July 2018: Teaching and Learning in Medicine
https://www.readbyqxmd.com/read/29240451/hpe-as-a-field-implications-for-the-production-of-compelling-knowledge
#11
Anneke van Enk, Glenn Regehr
ISSUE: Research in education, including health professions education, has long struggled with the competing concerns of academic and practice-based stakeholders. Inspired partially by the work of Stokes and other theorists in science and technology studies, we propose that discussions about compelling research in health professions education might be usefully advanced by considering what it would mean if the community framed itself as a knowledge-producing field instead of aligning itself with either disciplinary or practical interests...
July 2018: Teaching and Learning in Medicine
https://www.readbyqxmd.com/read/29775080/mindfulness-meditation-and-interprofessional-cardiopulmonary-resuscitation-a-mixed-methods-pilot-study
#12
Diana J Kelm, Jennifer L Ridgeway, Becca L Gas, Monali Mohan, David A Cook, Darlene R Nelson, Roberto P Benzo
PROBLEM: Mindfulness training includes mindfulness meditation, which has been shown to improve both attention and self-awareness. Medical providers in the intensive care unit often deal with difficult situations with strong emotions, life-and-death decisions, and both interpersonal and interprofessional conflicts. The effect of mindfulness meditation training on healthcare providers during acute care tasks such as cardiopulmonary resuscitation remains unknown. Mindfulness meditation has the potential to improve provider well-being and reduce stress in individuals involved in resuscitation teams, which could then translate into better team communication and delivery of care under stress...
May 18, 2018: Teaching and Learning in Medicine
https://www.readbyqxmd.com/read/29708437/adapting-maslow-s-hierarchy-of-needs-as-a-framework-for-resident-wellness
#13
Andrew J Hale, Daniel N Ricotta, Jason Freed, C Christopher Smith, Grace C Huang
ISSUE: Burnout in graduate medical education is pervasive and has a deleterious impact on career satisfaction, personal well-being, and patient outcomes. Interventions in residency programs have often addressed isolated contributors to burnout; however, a more comprehensive framework for conceptualizing wellness is needed. EVIDENCE: In this article the authors propose Maslow's hierarchy of human needs (physiologic, safety, love/belonging, esteem, and self-actualization) as a potential framework for addressing wellness initiatives...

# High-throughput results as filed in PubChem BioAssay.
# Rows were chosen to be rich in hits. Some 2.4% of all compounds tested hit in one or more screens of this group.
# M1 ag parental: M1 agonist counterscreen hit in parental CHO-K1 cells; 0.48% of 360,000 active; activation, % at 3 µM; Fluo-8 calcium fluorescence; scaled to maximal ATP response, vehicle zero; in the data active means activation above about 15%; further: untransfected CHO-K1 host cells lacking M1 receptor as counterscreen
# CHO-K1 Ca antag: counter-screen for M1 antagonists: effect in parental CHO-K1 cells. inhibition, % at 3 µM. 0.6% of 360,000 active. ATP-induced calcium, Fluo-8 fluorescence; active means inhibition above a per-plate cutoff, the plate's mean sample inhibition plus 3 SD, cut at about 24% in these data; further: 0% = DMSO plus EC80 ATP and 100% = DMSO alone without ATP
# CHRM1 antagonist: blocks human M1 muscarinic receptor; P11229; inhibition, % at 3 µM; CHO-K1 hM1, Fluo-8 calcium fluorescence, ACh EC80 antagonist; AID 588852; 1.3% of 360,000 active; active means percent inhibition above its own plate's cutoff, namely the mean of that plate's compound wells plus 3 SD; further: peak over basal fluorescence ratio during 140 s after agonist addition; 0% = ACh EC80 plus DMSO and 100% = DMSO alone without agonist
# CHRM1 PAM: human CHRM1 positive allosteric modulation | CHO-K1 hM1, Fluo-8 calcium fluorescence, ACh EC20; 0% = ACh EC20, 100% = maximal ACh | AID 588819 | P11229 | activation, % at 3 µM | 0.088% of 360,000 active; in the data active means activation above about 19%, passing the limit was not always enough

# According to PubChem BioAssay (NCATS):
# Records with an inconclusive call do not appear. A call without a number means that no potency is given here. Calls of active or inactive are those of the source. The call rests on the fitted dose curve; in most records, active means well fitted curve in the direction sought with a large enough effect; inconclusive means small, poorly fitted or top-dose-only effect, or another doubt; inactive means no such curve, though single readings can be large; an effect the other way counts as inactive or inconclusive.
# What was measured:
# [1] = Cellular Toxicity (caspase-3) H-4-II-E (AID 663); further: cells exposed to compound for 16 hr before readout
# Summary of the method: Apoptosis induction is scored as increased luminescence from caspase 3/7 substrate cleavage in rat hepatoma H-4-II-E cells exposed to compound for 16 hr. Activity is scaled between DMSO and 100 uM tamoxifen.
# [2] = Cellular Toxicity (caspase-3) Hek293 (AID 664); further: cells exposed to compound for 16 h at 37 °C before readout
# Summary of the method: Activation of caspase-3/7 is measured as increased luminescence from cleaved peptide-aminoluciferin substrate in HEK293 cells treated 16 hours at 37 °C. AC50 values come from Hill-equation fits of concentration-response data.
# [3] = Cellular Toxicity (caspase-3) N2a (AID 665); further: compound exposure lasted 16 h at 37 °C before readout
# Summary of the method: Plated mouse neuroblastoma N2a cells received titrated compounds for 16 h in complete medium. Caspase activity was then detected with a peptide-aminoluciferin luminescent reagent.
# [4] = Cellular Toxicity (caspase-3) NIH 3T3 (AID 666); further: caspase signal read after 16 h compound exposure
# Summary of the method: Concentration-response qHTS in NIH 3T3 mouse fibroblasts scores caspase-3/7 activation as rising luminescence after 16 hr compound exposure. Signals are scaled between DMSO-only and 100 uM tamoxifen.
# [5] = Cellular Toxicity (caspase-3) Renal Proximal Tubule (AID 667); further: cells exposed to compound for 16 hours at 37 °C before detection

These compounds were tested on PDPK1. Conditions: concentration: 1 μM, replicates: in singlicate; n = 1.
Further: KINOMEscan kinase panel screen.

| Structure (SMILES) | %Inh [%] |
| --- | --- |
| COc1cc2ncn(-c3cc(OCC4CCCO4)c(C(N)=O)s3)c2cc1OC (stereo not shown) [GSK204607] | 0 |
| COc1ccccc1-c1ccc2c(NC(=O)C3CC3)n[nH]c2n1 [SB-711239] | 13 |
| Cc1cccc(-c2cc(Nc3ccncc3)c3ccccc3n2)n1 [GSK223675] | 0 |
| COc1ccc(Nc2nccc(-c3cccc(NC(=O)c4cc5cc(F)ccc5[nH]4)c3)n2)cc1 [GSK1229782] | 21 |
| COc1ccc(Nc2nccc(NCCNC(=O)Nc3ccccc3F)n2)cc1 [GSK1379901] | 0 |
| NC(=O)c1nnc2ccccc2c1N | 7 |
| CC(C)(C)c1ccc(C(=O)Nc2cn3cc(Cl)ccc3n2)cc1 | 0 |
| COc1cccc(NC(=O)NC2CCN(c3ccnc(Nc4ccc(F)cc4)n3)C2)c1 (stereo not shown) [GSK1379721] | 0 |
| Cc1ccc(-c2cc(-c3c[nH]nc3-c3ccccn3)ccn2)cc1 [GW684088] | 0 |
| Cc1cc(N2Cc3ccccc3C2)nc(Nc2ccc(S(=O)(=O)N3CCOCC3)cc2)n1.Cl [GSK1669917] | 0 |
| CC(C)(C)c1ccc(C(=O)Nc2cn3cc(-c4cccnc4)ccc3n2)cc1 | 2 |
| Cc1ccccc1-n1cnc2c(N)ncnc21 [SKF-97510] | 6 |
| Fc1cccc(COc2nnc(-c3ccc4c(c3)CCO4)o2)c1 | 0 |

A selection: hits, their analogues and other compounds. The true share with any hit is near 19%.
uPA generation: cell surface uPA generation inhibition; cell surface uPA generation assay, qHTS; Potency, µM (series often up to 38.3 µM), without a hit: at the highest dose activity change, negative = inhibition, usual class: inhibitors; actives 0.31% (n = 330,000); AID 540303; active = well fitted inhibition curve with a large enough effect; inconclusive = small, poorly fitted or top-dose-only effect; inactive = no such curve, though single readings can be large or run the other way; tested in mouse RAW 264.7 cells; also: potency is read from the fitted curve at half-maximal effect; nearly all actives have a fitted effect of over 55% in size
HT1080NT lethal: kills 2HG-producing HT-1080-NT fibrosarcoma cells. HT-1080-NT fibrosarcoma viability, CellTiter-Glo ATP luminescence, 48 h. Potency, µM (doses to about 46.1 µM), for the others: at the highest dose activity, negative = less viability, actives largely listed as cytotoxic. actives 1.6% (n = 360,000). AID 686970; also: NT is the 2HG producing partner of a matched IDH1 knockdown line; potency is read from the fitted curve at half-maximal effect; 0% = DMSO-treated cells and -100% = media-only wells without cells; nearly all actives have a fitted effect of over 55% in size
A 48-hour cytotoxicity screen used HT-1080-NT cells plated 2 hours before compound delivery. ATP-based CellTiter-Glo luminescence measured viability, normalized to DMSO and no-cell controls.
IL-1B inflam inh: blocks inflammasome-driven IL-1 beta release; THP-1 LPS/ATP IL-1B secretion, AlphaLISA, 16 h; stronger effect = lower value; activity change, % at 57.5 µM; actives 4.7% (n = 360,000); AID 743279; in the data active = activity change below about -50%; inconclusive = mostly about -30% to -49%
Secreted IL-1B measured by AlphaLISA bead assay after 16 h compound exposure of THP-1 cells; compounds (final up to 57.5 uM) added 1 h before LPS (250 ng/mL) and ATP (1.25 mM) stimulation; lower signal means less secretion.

April 30, 2018: Teaching and Learning in Medicine
https://www.readbyqxmd.com/read/29658802/a-qualitative-analysis-of-narrative-preclerkship-assessment-data-to-evaluate-teamwork-skills
#14
Brigid M Dolan, Celia Laird O'Brien, Kenzie A Cameron, Marianne M Green
Construct: Students entering the health professions require competency in teamwork. BACKGROUND: Although many teamwork curricula and assessments exist, studies have not demonstrated robust longitudinal assessment of preclerkship students' teamwork skills and attitudes. Assessment portfolios may serve to fill this gap, but it is unknown how narrative comments within portfolios describe student teamwork behaviors. APPROACH: We performed a qualitative analysis of narrative data in 15 assessment portfolios...
April 16, 2018: Teaching and Learning in Medicine
https://www.readbyqxmd.com/read/29658798/mock-echo-a-simulation-based-medical-education-method
#15
Rebecca C Fowler, Joanna G Katzman, George D Comerci, Brian M Shelley, Daniel Duhigg, Cynthia Olivas, Thomas Arnold, Summers Kalishman, Rebecca Monnette, Sanjeev Arora
PROBLEM: This study was designed to develop a deeper understanding of the learning and social processes that take place during the simulation-based medical education for practicing providers as part of the Project ECHO® model, known as Mock ECHO training. The ECHO model is utilized to expand access to care of common and complex diseases by supporting the education of primary care providers with an interprofessional team of specialists via videoconferencing networks. INTERVENTION: Mock ECHO trainings are conducted through a train the trainer model targeted at leaders replicating the ECHO model at their organizations...
April 16, 2018: Teaching and Learning in Medicine